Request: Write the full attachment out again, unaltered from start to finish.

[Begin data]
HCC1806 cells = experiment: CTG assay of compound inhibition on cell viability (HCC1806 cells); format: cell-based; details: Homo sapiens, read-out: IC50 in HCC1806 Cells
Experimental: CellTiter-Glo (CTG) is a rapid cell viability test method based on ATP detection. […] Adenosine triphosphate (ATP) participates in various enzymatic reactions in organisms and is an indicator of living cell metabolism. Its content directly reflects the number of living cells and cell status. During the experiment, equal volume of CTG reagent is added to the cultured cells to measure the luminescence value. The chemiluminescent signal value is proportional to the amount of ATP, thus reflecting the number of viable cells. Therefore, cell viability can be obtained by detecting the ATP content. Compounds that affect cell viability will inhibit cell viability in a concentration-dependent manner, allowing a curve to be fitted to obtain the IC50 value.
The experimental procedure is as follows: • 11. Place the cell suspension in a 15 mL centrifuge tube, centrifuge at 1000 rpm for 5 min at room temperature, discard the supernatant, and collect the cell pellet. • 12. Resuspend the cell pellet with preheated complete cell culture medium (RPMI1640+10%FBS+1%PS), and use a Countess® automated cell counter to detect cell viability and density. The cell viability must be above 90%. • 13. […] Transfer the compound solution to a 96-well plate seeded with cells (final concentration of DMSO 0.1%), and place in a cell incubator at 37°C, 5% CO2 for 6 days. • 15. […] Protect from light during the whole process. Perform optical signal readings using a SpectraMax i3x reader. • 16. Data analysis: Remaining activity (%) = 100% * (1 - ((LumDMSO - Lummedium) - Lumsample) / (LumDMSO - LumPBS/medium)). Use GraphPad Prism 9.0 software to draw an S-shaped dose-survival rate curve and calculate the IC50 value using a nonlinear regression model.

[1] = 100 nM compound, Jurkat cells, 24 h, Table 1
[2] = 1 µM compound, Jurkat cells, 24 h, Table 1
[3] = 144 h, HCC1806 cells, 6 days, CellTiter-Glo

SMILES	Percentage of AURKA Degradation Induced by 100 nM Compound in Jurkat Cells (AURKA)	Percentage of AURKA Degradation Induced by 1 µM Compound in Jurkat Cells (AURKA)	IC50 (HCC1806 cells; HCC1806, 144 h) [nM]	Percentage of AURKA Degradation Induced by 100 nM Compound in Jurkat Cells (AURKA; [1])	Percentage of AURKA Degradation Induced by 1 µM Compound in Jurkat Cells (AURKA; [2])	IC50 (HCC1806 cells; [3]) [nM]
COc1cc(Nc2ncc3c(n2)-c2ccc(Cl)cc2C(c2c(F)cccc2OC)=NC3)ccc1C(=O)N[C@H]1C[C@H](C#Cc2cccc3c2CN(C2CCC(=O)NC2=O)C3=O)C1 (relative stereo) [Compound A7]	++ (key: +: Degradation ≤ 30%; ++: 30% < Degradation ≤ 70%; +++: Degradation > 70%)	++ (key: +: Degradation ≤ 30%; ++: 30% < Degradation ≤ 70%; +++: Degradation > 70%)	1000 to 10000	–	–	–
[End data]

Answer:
HCC1806 cells = experiment: CTG assay of compound inhibition on cell viability (HCC1806 cells); format: cell-based; details: Homo sapiens, read-out: IC50 in HCC1806 Cells
Experimental: CellTiter-Glo (CTG) is a rapid cell viability test method based on ATP detection. […] Adenosine triphosphate (ATP) participates in various enzymatic reactions in organisms and is an indicator of living cell metabolism. Its content directly reflects the number of living cells and cell status. During the experiment, equal volume of CTG reagent is added to the cultured cells to measure the luminescence value. The chemiluminescent signal value is proportional to the amount of ATP, thus reflecting the number of viable cells. Therefore, cell viability can be obtained by detecting the ATP content. Compounds that affect cell viability will inhibit cell viability in a concentration-dependent manner, allowing a curve to be fitted to obtain the IC50 value.
The experimental procedure is as follows: • 11. Place the cell suspension in a 15 mL centrifuge tube, centrifuge at 1000 rpm for 5 min at room temperature, discard the supernatant, and collect the cell pellet. • 12. Resuspend the cell pellet with preheated complete cell culture medium (RPMI1640+10%FBS+1%PS), and use a Countess® automated cell counter to detect cell viability and density. The cell viability must be above 90%. • 13. […] Transfer the compound solution to a 96-well plate seeded with cells (final concentration of DMSO 0.1%), and place in a cell incubator at 37°C, 5% CO2 for 6 days. • 15. […] Protect from light during the whole process. Perform optical signal readings using a SpectraMax i3x reader. • 16. Data analysis: Remaining activity (%) = 100% * (1 - ((LumDMSO - Lummedium) - Lumsample) / (LumDMSO - LumPBS/medium)). Use GraphPad Prism 9.0 software to draw an S-shaped dose-survival rate curve and calculate the IC50 value using a nonlinear regression model.

[1] = 100 nM compound, Jurkat cells, 24 h, Table 1
[2] = 1 µM compound, Jurkat cells, 24 h, Table 1
[3] = 144 h, HCC1806 cells, 6 days, CellTiter-Glo

SMILES	Percentage of AURKA Degradation Induced by 100 nM Compound in Jurkat Cells (AURKA)	Percentage of AURKA Degradation Induced by 1 µM Compound in Jurkat Cells (AURKA)	IC50 (HCC1806 cells; HCC1806, 144 h) [nM]	Percentage of AURKA Degradation Induced by 100 nM Compound in Jurkat Cells (AURKA; [1])	Percentage of AURKA Degradation Induced by 1 µM Compound in Jurkat Cells (AURKA; [2])	IC50 (HCC1806 cells; [3]) [nM]
COc1cc(Nc2ncc3c(n2)-c2ccc(Cl)cc2C(c2c(F)cccc2OC)=NC3)ccc1C(=O)N[C@H]1C[C@H](C#Cc2cccc3c2CN(C2CCC(=O)NC2=O)C3=O)C1 (relative stereo) [Compound A7]	++ (key: +: Degradation ≤ 30%; ++: 30% < Degradation ≤ 70%; +++: Degradation > 70%)	++ (key: +: Degradation ≤ 30%; ++: 30% < Degradation ≤ 70%; +++: Degradation > 70%)	1000 to 10000	–	–	–